VMW_SATP_INV         VMW_PSP_FIXED  Placeholder (plugin not loaded)
VMW_SATP_EVA         VMW_PSP_FIXED  Placeholder (plugin not loaded)
VMW_SATP_SYMM        VMW_PSP_FIXED  Placeholder (plugin not loaded)
VMW_SATP_CX          VMW_PSP_MRU    Placeholder (plugin not loaded)
VMW_SATP_LSI         VMW_PSP_MRU    Placeholder (plugin not loaded)
VMW_SATP_DEFAULT_AA  VMW_PSP_FIXED  Supports non-specific active/active arrays
VMW_SATP_LOCAL       VMW_PSP_FIXED  Supports direct attached devices

Modifying the PSP is achieved with a single command on each ESXi host (no reboot required):

[root@lando /]# esxcli storage nmp satp set -s VMW_SATP_ALUA_CX -P VMW_PSP_RR
Default PSP for VMW_SATP_ALUA_CX is now VMW_PSP_RR

Similarly and specifically for Dell Compellent Storage Center arrays, modifying the PSP is achieved with a single command on each ESXi host (no reboot required):

Storage Center 6.5 and older esxcli method:

[root@lando /]# esxcli storage nmp satp set -s VMW_SATP_DEFAULT_AA -P VMW_PSP_RR
Default PSP for VMW_SATP_DEFAULT_AA is now VMW_PSP_RR

Storage Center 6.6 and newer esxcli method:

[root@lando /]# esxcli storage nmp satp set -s VMW_SATP_ALUA -P VMW_PSP_RR
Default PSP for VMW_SATP_ALUA is now VMW_PSP_RR

Storage Center 6.5 and older PowerShell method:

$Datacenter = Get-Datacenter -Name “Datacenter”

ForEach ( $VMHost in ( Get-VMHost -Location $Datacenter | Sort-Object Name ) )

{

Write-Host “Working on host `”$($VMHost.Name)`”” -ForegroundColor Green

$EsxCli = Get-EsxCli -VMHost $VMHost

$EsxCli.storage.nmp.satp.list() | Where-Object { $_.Name -eq “VMW_SATP_DEFAULT_AA” }

$EsxCli.storage.nmp.satp.set( $null, “VMW_PSP_RR”, “VMW_SATP_DEFAULT_AA” )

$EsxCli.storage.nmp.satp.list() | Where-Object { $_.Name -eq “VMW_SATP_DEFAULT_AA” }

}

Storage Center 6.6 and newer PowerShell method:

$Datacenter = Get-Datacenter -Name “Datacenter”

ForEach ( $VMHost in ( Get-VMHost -Location $Datacenter | Sort-Object Name ) )

{

Write-Host “Working on host `”$($VMHost.Name)`”” -ForegroundColor Green

$EsxCli = Get-EsxCli -VMHost $VMHost

$EsxCli.storage.nmp.satp.list() | Where-Object { $_.Name -eq “VMW_SATP_ALUA” }

$EsxCli.storage.nmp.satp.set( $null, “VMW_PSP_RR”, “VMW_SATP_ALUA” )

$EsxCli.storage.nmp.satp.list() | Where-Object { $_.Name -eq “VMW_SATP_ALUA” }

}

If I take a look at the the default PSP for each SATP, I can see the top one has changed from VMW_PSP_FIXED to VMW_PSP_RR:

[root@lando /]# esxcli storage nmp satp list
Name                 Default PSP    Description
——————-  ————-  ——————————————————-
VMW_SATP_ALUA_CX     VMW_PSP_RR     Supports EMC CX that use the ALUA protocol
VMW_SATP_ALUA        VMW_PSP_RR    Supports non-specific arrays that use the ALUA protocol
VMW_SATP_CX          VMW_PSP_MRU    Supports EMC CX that do not use the ALUA protocol
VMW_SATP_MSA         VMW_PSP_MRU    Placeholder (plugin not loaded)
VMW_SATP_DEFAULT_AP  VMW_PSP_MRU    Placeholder (plugin not loaded)
VMW_SATP_SVC         VMW_PSP_FIXED  Placeholder (plugin not loaded)
VMW_SATP_EQL         VMW_PSP_FIXED  Placeholder (plugin not loaded)
VMW_SATP_INV         VMW_PSP_FIXED  Placeholder (plugin not loaded)
VMW_SATP_EVA         VMW_PSP_FIXED  Placeholder (plugin not loaded)
VMW_SATP_SYMM        VMW_PSP_FIXED  Placeholder (plugin not loaded)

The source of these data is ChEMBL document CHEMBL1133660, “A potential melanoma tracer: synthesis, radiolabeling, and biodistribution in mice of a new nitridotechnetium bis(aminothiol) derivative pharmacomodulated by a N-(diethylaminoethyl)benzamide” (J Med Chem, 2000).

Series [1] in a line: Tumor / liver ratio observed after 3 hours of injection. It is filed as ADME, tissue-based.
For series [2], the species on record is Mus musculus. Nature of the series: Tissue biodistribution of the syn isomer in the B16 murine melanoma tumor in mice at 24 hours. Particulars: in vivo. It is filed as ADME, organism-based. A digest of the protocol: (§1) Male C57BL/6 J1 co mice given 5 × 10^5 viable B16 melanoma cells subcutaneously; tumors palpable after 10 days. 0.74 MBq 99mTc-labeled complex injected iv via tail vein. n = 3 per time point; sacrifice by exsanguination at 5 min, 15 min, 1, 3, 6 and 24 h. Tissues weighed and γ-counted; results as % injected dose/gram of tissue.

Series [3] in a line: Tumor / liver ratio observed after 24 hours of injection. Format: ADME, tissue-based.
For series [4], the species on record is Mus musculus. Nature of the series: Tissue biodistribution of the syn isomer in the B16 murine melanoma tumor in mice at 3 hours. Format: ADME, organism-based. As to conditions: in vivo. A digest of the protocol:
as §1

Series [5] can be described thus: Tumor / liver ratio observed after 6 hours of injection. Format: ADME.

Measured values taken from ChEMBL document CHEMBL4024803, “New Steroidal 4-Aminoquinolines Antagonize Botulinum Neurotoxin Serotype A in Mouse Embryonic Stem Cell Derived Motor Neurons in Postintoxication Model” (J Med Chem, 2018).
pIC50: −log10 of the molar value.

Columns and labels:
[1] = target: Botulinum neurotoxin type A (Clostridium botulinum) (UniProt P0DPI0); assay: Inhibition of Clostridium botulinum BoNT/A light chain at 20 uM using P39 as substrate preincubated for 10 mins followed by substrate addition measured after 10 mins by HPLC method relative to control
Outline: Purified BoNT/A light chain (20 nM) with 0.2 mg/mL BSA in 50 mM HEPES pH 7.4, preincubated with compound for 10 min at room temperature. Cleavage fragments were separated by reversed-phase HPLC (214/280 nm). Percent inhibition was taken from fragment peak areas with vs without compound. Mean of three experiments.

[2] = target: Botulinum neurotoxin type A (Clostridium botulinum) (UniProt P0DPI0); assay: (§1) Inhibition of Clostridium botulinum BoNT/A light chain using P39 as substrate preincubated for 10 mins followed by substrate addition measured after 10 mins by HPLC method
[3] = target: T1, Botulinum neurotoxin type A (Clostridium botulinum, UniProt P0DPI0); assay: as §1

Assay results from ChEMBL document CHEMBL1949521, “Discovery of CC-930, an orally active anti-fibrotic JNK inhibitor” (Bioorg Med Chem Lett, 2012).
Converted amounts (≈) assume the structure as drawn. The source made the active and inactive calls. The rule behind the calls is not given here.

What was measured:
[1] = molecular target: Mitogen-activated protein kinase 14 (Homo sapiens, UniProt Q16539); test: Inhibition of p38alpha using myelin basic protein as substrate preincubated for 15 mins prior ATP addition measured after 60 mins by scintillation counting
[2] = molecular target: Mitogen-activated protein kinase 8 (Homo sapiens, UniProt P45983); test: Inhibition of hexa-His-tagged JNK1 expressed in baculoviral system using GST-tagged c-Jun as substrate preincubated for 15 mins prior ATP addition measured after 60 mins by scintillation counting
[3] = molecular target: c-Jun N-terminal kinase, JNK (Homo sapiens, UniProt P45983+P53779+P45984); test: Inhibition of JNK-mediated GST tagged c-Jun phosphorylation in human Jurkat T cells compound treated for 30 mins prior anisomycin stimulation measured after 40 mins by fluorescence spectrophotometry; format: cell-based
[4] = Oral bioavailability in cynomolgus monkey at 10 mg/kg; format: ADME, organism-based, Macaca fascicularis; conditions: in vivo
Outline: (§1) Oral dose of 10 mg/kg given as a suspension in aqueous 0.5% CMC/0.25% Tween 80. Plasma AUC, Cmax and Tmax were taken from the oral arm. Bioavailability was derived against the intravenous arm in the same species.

VMW_SATP_LSI         VMW_PSP_MRU    Placeholder (plugin not loaded)
VMW_SATP_DEFAULT_AA  VMW_PSP_RR  Supports non-specific active/active arrays
VMW_SATP_LOCAL       VMW_PSP_FIXED  Supports direct attached devices

Now when I present a new LUN to the host which uses the VMW_SATP_ALUA_CX SATP, instead of using the old PSP default of VMW_PSP_FIXED, it applies the new default PSP which is VMW_PSP_RR (Round Robin):

SnagIt Capture

To clarify just a little further, what I’ve done is change the default PSP for just one SATP.  If I had other active/active or ALUA arrays which used a different SATP, I’d need to modify the default PSP for those corresponding SATPs as well.

This is good VCAP-DCA fodder.  For more on this, take a look at the vSphere Storage Guide.

If you’ve already presented and formatted your LUNs to your vSphere cluster, it’s too late to use the above method to automagically configure each of the block devices with the Round Robin PSP.  If that is the case you find yourself in with a lot of datastores you’d like to reconfigure for Round Robin, PowerShell can be leveraged with the example below changing the PSP to Round Robin explicitly for Dell Compellent Storage Center volumes (this script comes by way of the Dell Compellent Best Practices Guide for VMware vSphere):

Storage Center 6.5 and older PowerShell method:

Get-Cluster InsertClusterNameHere | Get-VMHost | Get-ScsiLun | where {$_.Vendor -eq “COMPELNT” –and $_.Multipathpolicy -eq “Fixed”} | Set-ScsiLun -Multipathpolicy RoundRobin

Storage Center 6.6 and newer PowerShell method:

Get-Cluster InsertClusterNameHere | Get-VMHost | Get-ScsiLun | where {$_.Vendor -eq “COMPELNT” –and $_.Multipathpolicy -eq “MostRecentlyUsed”} | Set-ScsiLun -Multipathpolicy RoundRobin

The PSP for devices which are already presented and in use by vSphere can also be modified individually per host, per device using esxcli. First, retrieve a list of all devices and their associated SATP and PSP configuration via esxcli on the host:

[root@lando:~] esxcli storage nmp device list
naa.6000d31000ed1f010000000000000015
Device Display Name: COMPELNT Fibre Channel Disk (naa.6000d31000ed1f010000000000000015)
Storage Array Type: VMW_SATP_ALUA
Storage Array Type Device Config: {implicit_support=on;explicit_support=off; explicit_allow=on;alua_followover=on; action_OnRetryErrors=off; {TPG_id=61485,TPG_state=AO}{TPG_id=61486,TPG_state=AO}{TPG_id=61483,TPG_state=AO}{TPG_id=61484,TPG_state=AO}}